Philippines loses bid to void Chinese names for Benham Rise features
The new maritime marker will be composed of buoys to complement an earlier Philippine flag that combined government forces installed underwater at one of the highest submarine mountains in the area last year.
Edd Gumban/File
Philippines loses bid to void Chinese names for Benham Rise features
Camille Diola ( - April 30, 2018 - 9:36am

MANILA, Philippines — The government's recent protest over China's naming of five features in Philippines-controlled underwater region Benham Rise came too late after years of inaction.

President Rodrigo Duterte is set to sail this week in hopes of making a statement that the Philippines "owns" the underwater ridge, now called Philippine Rise. The gesture, however, comes after an international body confirmed Chinese names for features in the Philippines' maritime backyard.

A NAMRIA map showing undersea region Benham Rise, which was recently renamed Philippine Rise.

In a letter to an overseas office of the Department of Foreign Affairs on March 6, 2018 seen by, the International Hydrographic Organization refused to reverse the approval of Chinese proposals to name undersea features Haidongqing Seamount, Jinghao Seamount, Tianbao Seamount, Jujiu Seamounts and Cuiqiao Hill.

The letter was in response to the Philippine delegation to UNESCO's request dated February 28, 2018 to nullify the names. The Philippines argued that it had jurisdiction over the features under the United Nations Convention on the Law of the Sea, or UNCLOS.

The country also argued that China conducted an underwater survey in Benham Rise in 2004 that led to the naming of the features without the Philippines' consent.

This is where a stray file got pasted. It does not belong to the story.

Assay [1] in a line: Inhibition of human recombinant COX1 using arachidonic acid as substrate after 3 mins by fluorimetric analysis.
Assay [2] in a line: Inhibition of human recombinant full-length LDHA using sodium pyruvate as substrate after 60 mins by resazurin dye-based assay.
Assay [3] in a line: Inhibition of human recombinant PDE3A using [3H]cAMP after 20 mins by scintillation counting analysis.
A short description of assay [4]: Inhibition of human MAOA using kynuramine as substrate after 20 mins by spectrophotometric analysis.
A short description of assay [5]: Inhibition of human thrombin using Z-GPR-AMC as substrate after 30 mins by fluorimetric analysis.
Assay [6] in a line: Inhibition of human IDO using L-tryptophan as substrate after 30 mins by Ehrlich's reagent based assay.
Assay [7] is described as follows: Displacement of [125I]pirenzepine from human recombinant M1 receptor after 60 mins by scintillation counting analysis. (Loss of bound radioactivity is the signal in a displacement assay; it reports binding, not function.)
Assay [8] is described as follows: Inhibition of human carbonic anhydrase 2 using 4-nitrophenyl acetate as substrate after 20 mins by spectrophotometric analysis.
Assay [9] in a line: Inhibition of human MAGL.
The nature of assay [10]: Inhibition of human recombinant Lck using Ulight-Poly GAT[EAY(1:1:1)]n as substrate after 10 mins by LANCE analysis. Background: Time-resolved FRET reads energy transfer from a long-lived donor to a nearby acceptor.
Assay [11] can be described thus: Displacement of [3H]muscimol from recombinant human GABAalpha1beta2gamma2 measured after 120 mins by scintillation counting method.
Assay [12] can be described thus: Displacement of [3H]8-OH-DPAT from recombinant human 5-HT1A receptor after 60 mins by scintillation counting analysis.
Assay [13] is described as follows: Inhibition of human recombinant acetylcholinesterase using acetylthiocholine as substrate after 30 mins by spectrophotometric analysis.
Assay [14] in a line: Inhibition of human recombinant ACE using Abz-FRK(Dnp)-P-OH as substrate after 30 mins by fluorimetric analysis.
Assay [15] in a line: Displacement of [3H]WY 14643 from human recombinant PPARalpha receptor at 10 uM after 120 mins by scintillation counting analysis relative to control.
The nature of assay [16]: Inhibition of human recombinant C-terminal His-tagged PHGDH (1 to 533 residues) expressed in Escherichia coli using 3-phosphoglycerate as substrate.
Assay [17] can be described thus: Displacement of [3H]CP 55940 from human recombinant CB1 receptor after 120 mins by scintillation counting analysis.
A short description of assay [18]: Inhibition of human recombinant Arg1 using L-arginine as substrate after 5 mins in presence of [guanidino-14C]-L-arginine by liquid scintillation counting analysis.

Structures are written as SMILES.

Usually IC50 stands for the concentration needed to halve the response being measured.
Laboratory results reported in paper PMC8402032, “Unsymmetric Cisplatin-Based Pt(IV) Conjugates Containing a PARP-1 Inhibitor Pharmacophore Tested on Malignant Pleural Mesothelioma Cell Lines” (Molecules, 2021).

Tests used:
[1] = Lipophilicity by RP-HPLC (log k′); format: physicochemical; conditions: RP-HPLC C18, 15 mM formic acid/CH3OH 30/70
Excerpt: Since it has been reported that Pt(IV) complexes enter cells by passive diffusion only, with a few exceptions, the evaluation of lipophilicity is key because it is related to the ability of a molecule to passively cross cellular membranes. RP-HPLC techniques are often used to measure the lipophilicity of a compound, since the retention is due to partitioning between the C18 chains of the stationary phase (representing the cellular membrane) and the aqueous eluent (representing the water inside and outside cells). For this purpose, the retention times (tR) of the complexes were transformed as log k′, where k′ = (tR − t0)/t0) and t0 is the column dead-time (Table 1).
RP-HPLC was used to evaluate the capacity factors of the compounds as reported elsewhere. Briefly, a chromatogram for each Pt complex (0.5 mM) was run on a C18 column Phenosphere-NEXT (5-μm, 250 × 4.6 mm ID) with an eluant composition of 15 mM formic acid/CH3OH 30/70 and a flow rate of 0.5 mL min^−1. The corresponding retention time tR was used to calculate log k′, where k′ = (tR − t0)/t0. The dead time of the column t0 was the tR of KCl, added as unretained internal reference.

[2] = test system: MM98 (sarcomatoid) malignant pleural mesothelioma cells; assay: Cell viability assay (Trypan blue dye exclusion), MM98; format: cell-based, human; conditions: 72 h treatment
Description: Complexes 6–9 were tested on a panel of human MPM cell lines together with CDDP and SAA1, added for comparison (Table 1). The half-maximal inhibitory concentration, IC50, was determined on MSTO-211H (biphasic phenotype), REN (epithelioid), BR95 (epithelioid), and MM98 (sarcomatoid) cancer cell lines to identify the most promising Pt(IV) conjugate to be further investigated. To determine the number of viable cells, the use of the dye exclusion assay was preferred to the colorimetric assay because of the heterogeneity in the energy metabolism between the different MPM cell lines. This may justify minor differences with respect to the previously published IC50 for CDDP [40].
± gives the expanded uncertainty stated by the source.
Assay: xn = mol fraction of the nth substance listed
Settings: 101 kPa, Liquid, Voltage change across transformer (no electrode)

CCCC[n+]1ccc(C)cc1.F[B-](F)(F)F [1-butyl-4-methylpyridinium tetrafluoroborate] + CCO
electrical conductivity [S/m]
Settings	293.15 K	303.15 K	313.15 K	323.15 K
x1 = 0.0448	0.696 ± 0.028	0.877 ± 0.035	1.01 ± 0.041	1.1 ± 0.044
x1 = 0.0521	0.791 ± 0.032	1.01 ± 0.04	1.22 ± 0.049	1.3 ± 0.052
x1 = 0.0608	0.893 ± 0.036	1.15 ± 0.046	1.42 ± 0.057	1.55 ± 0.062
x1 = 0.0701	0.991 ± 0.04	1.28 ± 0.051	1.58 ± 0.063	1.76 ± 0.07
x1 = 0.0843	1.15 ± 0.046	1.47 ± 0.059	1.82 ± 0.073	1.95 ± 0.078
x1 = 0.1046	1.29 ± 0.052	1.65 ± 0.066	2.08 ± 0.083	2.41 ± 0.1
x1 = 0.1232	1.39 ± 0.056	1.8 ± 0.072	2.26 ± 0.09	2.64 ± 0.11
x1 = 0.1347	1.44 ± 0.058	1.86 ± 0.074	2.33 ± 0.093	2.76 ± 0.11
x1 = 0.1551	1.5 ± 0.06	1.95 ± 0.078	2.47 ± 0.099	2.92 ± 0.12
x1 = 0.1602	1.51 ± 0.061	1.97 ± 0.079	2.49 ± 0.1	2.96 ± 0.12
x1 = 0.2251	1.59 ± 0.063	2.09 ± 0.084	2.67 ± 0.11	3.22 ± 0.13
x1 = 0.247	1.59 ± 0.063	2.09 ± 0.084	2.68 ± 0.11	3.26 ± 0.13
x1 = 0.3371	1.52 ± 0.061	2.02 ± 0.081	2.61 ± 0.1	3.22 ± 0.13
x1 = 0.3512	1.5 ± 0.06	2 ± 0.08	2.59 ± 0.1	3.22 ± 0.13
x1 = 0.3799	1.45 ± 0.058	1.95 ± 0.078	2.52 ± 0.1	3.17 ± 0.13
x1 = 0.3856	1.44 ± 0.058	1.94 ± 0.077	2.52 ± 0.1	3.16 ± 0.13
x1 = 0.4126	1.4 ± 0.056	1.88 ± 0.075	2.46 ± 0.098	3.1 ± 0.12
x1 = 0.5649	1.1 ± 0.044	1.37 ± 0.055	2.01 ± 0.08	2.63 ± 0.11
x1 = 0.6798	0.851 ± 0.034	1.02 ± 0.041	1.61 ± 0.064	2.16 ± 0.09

Hans Werner Schenke, chair of the IHO's Sub-committee on Undersea Feature Names or SCUFN, was quick to point out that UNCLOS has "legally no explicit effect with regard to the naming of undersea features in EEZs."

China's proposals followed all guidelines and rules of his office, Schenke explained. To grant the Philippines' request after the names have been adopted would give precedence to other possible revisions based on different interpretations.

Even if one country's naming of features in other countries' EEZs does not signify its rights over them, the Philippines lost the chance to make more relevant parts of its own maritime domain.

A fruitless attempt and an off chance

Maritime law expert Jay Batongbacal was the first to reveal China's plan to name five features in Benham earlier this year. He was technical advisor when the Philippines petitioned a UN-backed body in 2009 to grant an extension of its continental shelf in the Benham Rise region. The country was granted the award in 2012.

Batongbacal already warned that a complaint against Beijing's move would possibly be futile since the naming process had already concluded.

"It may be a bit embarrassing that we are too late the hero and we are objecting all of a sudden... it's going to be awkward and in a way, already out of order," Batongbacal told radio dzMM in February.

He was right. In the response to the DFA office in March, IHO subcommittee chair Schenke noted the peculiarity of the Philippines' request.

While there were past submissions which affected features within other countries' EEZs, "this is the first time ever that the SCUFN received this sort of objection of a country which claims authority about the affected EEZ," Schenke wrote.

Composite image of the response of the International Hydrographic Organization's Sub-committee on Undersea Feature Names to the Philippines' request dated Feb. 28, 2018 to nullify Chinese names of five features in Benham Rise. IHO docs via